Water types: Soft vs. hard & "soft water "plant

DavidR

Prolific Poster
Apr 1, 2005
38
0
6
Texas
I've been growing plants for some time with great results, but I've had trouble with a few. These plants have been labeled as "soft water" plants that grow best in "low conductivity" waters. Some examples are Blyxa japonica, Rotalla macranda, etc. I've had trouble with both of these plants, while others grow well.

My question is more specific than general, as I know the vast majority of plants grow very well in a wide range of water hardness. I'd like to focus more on these plants, and others like Tonina, L. Pantanal, etc., as they have been deemed to grow best in "soft" water. I've moderately hard water (KH 12, GH 18), and I've love to grow some other plants.

Do these few plants really need "soft" water? My latest ongoing experiment of about 9 months is with R. macranda. I am barely sustaining this plant. I'm down to 1 stem with a side shoot, and it looks nothing like it should; it's spindly as can be, but it is blood red. I know my nutrients are good since all my other plants are doing exceptionally well (that's the EI for ya!), and my lighting is adequate (3.4 wpg PC). I tried blyxa as well, but it just looked miserable even though it did grow a little. I really like some others, but I'm afraid to try them.

What's the deal with these certain plants? I want to grow them; what does it take? Is water hardness to blame? :confused:
 

baruch mor

Prolific Poster
Jan 23, 2005
30
0
6
Re: Water types: Soft vs. hard & "soft water "plant

toninas n l pantanal grow best in soft water and acidic substrate such as aquasoil - couldnt grow them in another setups...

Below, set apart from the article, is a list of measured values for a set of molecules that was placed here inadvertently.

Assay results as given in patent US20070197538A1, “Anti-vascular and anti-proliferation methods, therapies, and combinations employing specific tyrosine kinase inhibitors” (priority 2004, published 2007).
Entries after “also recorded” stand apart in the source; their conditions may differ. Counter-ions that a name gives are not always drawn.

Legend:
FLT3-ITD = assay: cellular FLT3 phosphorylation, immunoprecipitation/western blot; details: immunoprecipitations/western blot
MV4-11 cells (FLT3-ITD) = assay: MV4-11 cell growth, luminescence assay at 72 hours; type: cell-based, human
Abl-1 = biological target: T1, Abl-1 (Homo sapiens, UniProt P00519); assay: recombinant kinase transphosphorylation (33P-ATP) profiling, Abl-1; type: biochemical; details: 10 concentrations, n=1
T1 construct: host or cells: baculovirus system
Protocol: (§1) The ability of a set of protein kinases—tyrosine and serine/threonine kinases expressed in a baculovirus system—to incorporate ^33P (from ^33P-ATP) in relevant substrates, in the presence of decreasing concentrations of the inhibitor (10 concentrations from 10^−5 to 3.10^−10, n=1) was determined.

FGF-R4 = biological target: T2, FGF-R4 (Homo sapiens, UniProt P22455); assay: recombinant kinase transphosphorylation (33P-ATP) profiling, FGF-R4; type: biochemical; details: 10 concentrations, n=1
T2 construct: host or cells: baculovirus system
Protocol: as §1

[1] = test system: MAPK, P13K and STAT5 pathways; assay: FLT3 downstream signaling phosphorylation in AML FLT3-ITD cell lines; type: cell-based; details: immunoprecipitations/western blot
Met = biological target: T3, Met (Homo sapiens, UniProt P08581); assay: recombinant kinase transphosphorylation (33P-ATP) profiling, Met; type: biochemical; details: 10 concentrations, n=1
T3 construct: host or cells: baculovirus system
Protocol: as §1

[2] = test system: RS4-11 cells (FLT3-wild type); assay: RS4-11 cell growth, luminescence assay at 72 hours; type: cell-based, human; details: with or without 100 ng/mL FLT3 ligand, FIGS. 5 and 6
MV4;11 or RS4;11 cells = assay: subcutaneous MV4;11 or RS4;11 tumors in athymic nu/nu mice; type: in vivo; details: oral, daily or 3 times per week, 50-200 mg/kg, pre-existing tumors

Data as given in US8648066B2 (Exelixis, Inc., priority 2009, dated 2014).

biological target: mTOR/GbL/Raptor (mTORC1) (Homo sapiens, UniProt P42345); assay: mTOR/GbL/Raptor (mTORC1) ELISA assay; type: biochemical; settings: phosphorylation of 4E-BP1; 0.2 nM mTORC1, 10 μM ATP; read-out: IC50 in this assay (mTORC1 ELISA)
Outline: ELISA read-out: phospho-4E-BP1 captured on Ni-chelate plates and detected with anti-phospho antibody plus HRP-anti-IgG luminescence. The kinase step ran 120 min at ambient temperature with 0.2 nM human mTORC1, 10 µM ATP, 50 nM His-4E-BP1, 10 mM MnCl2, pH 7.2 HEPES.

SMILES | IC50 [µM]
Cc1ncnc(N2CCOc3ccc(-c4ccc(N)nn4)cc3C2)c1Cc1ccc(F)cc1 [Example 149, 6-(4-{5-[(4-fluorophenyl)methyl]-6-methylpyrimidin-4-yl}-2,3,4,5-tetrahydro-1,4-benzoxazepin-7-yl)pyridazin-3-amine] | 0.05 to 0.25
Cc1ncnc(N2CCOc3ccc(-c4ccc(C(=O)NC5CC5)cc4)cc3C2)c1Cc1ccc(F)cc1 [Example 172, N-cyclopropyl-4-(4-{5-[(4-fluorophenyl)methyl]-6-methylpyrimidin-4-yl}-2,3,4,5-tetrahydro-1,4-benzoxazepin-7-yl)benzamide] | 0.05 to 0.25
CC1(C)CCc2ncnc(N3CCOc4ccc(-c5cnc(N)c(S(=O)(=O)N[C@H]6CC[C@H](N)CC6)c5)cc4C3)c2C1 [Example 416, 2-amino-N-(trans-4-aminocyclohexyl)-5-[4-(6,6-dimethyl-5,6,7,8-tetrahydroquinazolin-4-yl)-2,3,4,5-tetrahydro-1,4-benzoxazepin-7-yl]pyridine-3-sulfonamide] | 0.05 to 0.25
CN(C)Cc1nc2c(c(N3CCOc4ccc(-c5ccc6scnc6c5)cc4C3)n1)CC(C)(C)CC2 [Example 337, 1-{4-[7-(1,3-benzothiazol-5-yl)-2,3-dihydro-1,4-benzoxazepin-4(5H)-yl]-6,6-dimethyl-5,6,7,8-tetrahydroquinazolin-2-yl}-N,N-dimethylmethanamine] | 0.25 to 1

r. macrandra n blixa japonica are growing well even in hard water if u give then enough light and co2 and good amounts of ferts.
 

Paul

Guru Class Expert
Jan 24, 2005
169
0
16
48
Droitwich, UK
Re: Water types: Soft vs. hard & "soft water "plant

Cabomba doesnt like hard water I dont think - mine literally fell apart :mad:
 

Tom Barr

Founder
Staff member
Administrator
Jan 23, 2005
18,696
747
113
Re: Water types: Soft vs. hard & "soft water "plant

I've done well with all of these in harder water, R macrandra will certainl;y do better in softer water, perhas a couple of others, but most don't care.

If Tonia has to have ADA aqua soil etc, why does mine grow 2-3 inches every week(both species) in moderate tap (KH3 GH 5) and Onyx sand?
Unlike doing better like the Rotala, it does well in both cases.

Regards,
Tom Barr
 

baruch mor

Prolific Poster
Jan 23, 2005
30
0
6
Re: Water types: Soft vs. hard & "soft water "plant

dont know what to tell u tom, but certainly there are a few water parameters that we can never test - maybe they r the answer. i have more then 6 planted tanks - all of them with plants that considered difficult n very difficult - sometime when a plant dont look good i transfer it to another tank and it starts to bloom , and vice versa...
from my experience - toninas, r. wallichi, eriocaulons, r. fussila and a few more plants dont look good in hard water
 

andrewmcleod

Junior Poster
Mar 29, 2005
10
0
1
Re: Water types: Soft vs. hard & "soft water "plant

I very much doubt there is anything Tom can't get tested - not even true KH, which probably no hobbyist has ever measured ;) (since all kits measure alkalinity)...
 

baruch mor

Prolific Poster
Jan 23, 2005
30
0
6
Re: Water types: Soft vs. hard & "soft water "plant

its not that, what i mean is that even if yo place two simmilar setups with the same light, substrate, plants and plants arrengment , ferts etc. u can c usualy different growth, different colors etc.
 

andrewmcleod

Junior Poster
Mar 29, 2005
10
0
1
Re: Water types: Soft vs. hard & "soft water "plant

baruch mor said:
its not that, what i mean is that even if yo place two simmilar setups with the same light, substrate, plants and plants arrengment , ferts etc. u can c usualy different growth, different colors etc.

True - but only to a limited extent.
And that is not true of anything general - in other words, whether or not a plant will grow in hard water - either any given plants will (on average) grow better in hard water or not.